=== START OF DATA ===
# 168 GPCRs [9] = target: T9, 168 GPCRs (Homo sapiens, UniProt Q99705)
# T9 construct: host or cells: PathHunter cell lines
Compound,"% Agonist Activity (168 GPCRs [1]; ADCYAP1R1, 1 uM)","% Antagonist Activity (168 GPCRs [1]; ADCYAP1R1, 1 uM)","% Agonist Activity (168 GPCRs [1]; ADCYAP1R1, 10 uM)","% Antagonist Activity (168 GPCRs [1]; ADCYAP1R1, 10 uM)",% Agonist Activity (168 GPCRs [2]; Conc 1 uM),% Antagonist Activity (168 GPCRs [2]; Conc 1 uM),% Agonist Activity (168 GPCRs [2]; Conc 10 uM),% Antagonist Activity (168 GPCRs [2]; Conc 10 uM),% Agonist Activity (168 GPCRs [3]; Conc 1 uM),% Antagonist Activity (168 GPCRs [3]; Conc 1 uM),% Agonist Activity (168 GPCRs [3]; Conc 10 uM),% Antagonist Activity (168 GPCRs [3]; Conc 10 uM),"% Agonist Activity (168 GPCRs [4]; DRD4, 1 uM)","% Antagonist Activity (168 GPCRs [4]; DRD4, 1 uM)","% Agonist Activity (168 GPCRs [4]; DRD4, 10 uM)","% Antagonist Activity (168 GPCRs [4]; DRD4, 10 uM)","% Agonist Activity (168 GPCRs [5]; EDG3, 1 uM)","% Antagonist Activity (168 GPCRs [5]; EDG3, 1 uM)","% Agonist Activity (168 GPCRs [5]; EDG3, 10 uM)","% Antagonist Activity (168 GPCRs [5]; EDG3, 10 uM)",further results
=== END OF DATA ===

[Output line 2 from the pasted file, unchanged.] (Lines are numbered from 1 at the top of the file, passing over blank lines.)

# T9 construct: host or cells: PathHunter cell lines